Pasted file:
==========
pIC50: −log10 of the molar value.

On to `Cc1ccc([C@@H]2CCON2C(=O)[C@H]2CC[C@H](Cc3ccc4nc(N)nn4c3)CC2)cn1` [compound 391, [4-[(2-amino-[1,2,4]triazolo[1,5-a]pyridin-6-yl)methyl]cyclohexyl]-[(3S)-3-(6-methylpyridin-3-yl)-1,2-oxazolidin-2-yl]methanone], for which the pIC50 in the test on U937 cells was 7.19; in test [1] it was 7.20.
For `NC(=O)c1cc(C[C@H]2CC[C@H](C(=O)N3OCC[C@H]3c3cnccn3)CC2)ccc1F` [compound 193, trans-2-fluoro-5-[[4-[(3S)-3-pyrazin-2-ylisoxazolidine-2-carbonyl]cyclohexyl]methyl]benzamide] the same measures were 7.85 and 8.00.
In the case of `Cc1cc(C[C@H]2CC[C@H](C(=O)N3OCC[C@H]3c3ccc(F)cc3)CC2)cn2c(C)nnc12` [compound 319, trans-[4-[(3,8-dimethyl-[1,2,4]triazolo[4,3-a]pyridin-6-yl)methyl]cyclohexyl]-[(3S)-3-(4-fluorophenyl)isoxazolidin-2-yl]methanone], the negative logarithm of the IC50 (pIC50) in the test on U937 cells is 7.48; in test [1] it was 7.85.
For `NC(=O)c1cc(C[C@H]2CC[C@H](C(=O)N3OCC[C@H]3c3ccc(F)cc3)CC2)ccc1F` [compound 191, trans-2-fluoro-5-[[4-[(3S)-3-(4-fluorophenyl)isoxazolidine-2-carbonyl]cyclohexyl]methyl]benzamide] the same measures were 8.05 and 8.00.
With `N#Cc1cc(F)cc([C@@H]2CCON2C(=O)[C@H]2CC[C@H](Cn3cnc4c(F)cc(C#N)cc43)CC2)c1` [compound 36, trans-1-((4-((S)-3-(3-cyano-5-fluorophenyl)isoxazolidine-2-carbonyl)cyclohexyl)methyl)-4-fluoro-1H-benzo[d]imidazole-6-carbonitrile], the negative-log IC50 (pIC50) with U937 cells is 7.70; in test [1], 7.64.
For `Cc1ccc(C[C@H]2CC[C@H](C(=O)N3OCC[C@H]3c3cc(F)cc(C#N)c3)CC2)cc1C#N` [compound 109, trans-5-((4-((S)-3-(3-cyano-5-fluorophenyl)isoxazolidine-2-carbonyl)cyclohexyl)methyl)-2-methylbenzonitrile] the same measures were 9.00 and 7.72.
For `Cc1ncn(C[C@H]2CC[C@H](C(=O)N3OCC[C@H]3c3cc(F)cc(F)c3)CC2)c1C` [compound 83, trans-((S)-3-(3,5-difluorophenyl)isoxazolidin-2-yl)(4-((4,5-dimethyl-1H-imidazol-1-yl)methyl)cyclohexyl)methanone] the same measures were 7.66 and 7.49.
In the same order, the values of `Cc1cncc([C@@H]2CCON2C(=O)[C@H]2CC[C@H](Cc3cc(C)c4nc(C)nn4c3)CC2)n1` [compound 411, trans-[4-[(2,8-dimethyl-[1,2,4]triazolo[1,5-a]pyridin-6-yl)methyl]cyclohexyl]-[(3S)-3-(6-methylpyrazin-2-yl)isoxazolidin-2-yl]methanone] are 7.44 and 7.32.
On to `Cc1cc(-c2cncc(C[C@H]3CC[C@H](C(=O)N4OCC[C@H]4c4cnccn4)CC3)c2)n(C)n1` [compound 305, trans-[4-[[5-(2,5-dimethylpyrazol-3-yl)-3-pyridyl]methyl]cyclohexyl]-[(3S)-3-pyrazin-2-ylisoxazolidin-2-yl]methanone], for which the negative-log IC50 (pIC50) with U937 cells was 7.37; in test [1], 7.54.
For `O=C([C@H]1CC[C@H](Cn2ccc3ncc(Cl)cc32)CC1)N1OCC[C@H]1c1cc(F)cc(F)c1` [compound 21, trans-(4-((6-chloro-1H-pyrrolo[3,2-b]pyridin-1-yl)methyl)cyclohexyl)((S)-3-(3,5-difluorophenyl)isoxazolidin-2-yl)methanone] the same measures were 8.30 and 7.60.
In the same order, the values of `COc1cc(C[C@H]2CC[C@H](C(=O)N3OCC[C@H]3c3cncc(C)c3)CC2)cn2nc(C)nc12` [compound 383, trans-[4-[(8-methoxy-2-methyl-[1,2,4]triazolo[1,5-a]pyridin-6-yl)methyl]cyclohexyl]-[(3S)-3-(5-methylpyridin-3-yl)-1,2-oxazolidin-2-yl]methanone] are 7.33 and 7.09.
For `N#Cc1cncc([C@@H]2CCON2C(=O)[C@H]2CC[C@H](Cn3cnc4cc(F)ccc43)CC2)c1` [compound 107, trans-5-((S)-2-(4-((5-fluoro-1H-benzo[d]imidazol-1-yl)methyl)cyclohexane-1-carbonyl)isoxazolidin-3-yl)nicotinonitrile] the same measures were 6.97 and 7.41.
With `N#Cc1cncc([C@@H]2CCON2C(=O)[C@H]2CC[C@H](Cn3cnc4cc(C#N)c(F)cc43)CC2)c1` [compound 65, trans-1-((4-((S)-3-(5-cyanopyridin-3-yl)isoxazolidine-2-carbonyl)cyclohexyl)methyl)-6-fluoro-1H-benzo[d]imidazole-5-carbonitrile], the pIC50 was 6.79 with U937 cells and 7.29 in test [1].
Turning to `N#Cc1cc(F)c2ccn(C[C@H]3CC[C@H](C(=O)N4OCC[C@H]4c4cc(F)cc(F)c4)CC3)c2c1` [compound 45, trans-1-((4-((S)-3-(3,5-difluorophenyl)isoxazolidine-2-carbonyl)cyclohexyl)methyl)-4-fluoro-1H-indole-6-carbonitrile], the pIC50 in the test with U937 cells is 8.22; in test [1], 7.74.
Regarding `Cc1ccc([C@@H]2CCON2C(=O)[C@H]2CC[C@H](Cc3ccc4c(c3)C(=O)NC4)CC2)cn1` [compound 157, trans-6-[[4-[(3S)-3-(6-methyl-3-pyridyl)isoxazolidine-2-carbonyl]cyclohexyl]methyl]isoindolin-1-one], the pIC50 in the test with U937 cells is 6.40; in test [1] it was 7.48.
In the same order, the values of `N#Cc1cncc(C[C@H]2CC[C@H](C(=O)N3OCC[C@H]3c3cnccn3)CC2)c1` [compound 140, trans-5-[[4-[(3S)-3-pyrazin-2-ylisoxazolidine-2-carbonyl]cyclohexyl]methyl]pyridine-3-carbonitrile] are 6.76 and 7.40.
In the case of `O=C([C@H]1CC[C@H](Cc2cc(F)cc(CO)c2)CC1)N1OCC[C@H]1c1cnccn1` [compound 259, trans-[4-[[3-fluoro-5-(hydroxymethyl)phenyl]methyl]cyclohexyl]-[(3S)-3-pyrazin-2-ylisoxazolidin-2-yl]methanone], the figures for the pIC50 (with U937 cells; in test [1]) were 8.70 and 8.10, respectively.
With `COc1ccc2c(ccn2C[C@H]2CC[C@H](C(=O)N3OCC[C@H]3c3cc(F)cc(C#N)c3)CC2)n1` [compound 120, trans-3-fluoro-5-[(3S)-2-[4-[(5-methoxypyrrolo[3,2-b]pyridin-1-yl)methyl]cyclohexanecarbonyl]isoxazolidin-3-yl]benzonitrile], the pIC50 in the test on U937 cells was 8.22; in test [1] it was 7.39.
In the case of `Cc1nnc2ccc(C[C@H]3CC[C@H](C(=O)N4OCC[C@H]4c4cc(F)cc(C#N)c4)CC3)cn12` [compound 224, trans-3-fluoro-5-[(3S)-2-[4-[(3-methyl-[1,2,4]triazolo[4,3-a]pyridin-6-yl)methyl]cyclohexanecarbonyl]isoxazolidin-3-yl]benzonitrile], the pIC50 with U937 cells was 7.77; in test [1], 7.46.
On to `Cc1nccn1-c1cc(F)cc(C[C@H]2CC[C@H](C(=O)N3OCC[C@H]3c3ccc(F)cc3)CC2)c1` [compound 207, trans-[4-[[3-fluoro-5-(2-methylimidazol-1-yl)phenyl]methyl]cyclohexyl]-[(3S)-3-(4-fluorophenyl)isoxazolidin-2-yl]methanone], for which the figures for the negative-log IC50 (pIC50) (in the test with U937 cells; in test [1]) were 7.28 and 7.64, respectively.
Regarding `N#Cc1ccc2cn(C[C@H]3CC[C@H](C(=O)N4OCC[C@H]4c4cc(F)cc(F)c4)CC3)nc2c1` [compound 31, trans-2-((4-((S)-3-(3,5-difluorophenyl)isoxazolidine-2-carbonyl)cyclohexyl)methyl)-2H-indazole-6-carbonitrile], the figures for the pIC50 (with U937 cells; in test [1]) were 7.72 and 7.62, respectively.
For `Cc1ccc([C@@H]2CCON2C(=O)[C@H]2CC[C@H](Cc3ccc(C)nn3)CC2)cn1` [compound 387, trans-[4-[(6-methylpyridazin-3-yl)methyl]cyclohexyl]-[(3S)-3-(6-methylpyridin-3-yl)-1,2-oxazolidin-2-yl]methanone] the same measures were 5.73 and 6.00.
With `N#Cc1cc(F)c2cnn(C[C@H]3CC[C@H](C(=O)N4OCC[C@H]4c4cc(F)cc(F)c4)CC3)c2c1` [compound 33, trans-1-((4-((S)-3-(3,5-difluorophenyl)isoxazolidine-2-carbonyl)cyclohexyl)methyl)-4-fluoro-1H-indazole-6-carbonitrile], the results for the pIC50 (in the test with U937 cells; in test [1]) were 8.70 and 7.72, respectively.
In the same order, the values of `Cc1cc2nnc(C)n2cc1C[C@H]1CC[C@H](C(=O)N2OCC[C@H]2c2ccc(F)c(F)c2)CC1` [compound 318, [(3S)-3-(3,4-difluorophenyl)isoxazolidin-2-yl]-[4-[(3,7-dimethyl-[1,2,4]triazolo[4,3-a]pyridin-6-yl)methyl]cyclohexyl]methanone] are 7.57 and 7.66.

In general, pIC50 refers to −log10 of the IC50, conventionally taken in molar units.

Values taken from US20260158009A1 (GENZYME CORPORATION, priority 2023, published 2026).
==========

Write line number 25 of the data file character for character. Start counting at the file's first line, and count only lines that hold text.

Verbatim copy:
In the same order, the values of `Cc1cc2nnc(C)n2cc1C[C@H]1CC[C@H](C(=O)N2OCC[C@H]2c2ccc(F)c(F)c2)CC1` [compound 318, [(3S)-3-(3,4-difluorophenyl)isoxazolidin-2-yl]-[4-[(3,7-dimethyl-[1,2,4]triazolo[4,3-a]pyridin-6-yl)methyl]cyclohexyl]methanone] are 7.57 and 7.66.